Just as it’s hard to be a “designer”, a developer who can design or a designer who can develop, it’s hard to develop into a UX designer who can do it all.
In 1999 there were two types of designers–creative types and developer types. I remember looking at job postings trying to figure out what a company was really looking for. In the end, the difference was whether the “designer” knew Photoshop. Today, the term “User Experience Designer” is widely used, but may refer to one or more of the following roles:
- Information Architect – focuses on designing the informational schema.
- Interaction Designer – focuses on designing the user experience so that a form is usable and ensures workflows follow good usability practice.
- Visual Designer – focuses on making a UI standout within the standards of a brand, utilizing strong creativity and artistic capability.
- Usability Engineer – focuses on usability studies, behaviors of users, and testing the end product to make sure it is indeed usable.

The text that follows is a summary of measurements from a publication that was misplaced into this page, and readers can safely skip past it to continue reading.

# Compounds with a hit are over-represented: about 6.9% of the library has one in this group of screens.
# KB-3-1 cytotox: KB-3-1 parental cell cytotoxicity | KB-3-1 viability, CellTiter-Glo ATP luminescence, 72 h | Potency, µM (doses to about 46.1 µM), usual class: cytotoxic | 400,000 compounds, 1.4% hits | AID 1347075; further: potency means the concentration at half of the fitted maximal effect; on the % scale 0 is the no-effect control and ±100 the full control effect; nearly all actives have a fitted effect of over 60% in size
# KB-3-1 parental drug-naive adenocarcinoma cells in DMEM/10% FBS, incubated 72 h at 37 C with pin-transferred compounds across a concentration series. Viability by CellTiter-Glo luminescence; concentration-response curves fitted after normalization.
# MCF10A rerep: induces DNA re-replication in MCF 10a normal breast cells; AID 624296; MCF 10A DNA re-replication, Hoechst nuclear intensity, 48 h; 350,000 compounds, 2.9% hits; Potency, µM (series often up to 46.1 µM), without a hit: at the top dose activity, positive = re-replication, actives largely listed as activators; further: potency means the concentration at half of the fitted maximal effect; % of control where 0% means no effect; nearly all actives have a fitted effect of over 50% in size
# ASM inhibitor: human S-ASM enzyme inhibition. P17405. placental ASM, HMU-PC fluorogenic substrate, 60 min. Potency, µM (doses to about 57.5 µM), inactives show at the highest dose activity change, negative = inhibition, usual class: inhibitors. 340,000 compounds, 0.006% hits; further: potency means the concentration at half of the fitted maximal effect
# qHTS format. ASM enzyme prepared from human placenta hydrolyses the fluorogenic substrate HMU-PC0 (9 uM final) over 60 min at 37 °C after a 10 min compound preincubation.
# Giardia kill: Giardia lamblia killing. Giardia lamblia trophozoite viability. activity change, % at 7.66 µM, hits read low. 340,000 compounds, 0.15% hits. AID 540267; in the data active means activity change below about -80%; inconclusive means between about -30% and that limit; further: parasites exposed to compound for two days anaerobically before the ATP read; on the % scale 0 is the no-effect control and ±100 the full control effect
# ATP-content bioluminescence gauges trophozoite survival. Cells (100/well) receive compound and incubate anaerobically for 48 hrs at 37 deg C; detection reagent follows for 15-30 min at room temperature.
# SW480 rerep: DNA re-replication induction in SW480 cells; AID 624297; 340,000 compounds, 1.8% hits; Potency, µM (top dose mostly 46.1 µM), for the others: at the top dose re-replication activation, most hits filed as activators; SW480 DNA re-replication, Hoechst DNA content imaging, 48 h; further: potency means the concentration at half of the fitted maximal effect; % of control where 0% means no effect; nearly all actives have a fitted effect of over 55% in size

There are some imaginary lines drawn around these different disciplines but they are closely intertwined. It is useful for a designer to have these skills in his/her toolbox in order to design a clean and more usable application.
Today we focus on the visual design, but a visual designer needs to be more than a fine art major. Design is a talent and may or not be something that you can learn (this is another blog post). A creative talent who is passionate about design and the user experience is an important part of the UX team but without the knowledge of the other UX areas it would be tough to create a seamless user experience. Playing at least part of the role of information architect, interaction designer and usability engineer allows the visual designer to excel.